Inside Boston Dynamics’ plan to commercialization
In June of 2020, Boston Dynamics started selling its first commercial robot: Spot.
It was a big moment for the company. For most of its 30 year history, Boston Dynamics has been focused on research and development. Initially, Boston Dynamics received a lot of its funding from the U.S. military and DARPA. Later, it was financed by big-name owners including Google, SoftBank and most recently, Hyundai. All of these companies have tried to steer the robot maker on a path to commercialization, and Boston Dynamics is finally getting there.
“I expect that we will become a serial producer of novel robots with advanced capabilities. I think we’ll build, every, say three to five years, we’re going to roll out a new robot targeting a new industry,” says Robert Playter, CEO of Boston Dynamics.
But for now, Boston Dynamics is focusing on the inspection and warehouse industries with its robots Spot and Stretch.
“The next big industry for Spot is really in this this market that we’re calling industrial sensing or dynamics sensing, which is where we have robots walking around places like manufacturing plants, chemical plants, utilities, installations, and using the robots to collect data on what’s happening in these facilities in an automated way,” says Zack Jackowski, chief engineer of the Spot product. “And this is really interesting, because once you start getting this highly repeatable, high quality data, you could start understanding these facilities and the efficiencies of them in new ways.”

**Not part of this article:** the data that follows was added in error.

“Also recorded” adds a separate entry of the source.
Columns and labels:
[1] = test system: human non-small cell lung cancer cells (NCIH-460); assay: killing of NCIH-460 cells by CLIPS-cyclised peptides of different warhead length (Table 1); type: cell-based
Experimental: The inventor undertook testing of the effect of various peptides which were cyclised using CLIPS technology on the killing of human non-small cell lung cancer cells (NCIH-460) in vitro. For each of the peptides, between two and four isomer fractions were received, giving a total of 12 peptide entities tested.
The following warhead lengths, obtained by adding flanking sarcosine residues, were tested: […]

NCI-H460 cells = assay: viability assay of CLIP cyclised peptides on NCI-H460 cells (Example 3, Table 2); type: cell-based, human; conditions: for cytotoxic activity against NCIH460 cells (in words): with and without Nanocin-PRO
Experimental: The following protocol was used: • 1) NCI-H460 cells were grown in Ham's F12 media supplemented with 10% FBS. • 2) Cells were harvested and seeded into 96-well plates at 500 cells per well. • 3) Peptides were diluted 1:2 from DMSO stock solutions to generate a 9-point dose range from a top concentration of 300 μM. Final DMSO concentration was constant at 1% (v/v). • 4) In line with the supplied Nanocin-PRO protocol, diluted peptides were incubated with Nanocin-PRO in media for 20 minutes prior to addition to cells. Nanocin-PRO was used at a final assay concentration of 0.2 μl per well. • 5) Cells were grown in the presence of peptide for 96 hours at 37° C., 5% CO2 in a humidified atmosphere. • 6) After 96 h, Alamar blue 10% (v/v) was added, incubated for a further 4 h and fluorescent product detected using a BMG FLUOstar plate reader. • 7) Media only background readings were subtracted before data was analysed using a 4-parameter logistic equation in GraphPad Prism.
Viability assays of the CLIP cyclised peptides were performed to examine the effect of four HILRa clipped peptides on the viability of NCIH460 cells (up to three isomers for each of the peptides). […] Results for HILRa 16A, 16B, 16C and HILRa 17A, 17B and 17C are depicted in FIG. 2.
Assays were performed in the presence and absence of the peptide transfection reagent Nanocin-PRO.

Boston Dynamics’ Spot robot performs an inspection at a National Grid substation in Massachusetts.
So far, Spot has been used to do inspections at construction sites, oil rigs, nuclear plants, to check the vital signs of Covid-19 patients in hospitals, and even remind people to maintain social distance amid the pandemic. Boston Dynamics said it has sold several hundred Spot robots so far, with the entry level robot costing around $75,000.
The company’s other commercial robot, Stretch, focuses on the warehouse market.
“We see Stretch as ultimately a general purpose box moving machine that can be used anywhere in the warehouse,” says Playter. “Something like 800 million containers are shipped around the world each year. Many of those are full of boxes. There’s probably trillions of boxes that are loaded and unloaded by hand each year in the United States. It’s a huge job. It’s a mountain of material that has to get moved. Stretch is really power tools to help people move that that material.”
Stretch is made up of a few different parts. The robot uses a mobile base to move around tight spaces and go up loading ramps. An arm, gripper, vision cameras and sensors allow the robot to identify and handle a variety of different objects. Initially, the robot will be used for the loading and unloading of trucks.
Boston Dynamics says it expects Stretch to go on sale next year, though it would not provide a price point. Customers can also opt to purchase just the computer vision software that powers Stretch, which Boston Dynamics calls Pick. The company says it’s working with a few early adopters to test the robot, but would not say who those partners are.
Check out the video to learn more about Boston Dynamics’ history and the company’s plan to transition from R&D to commercialization.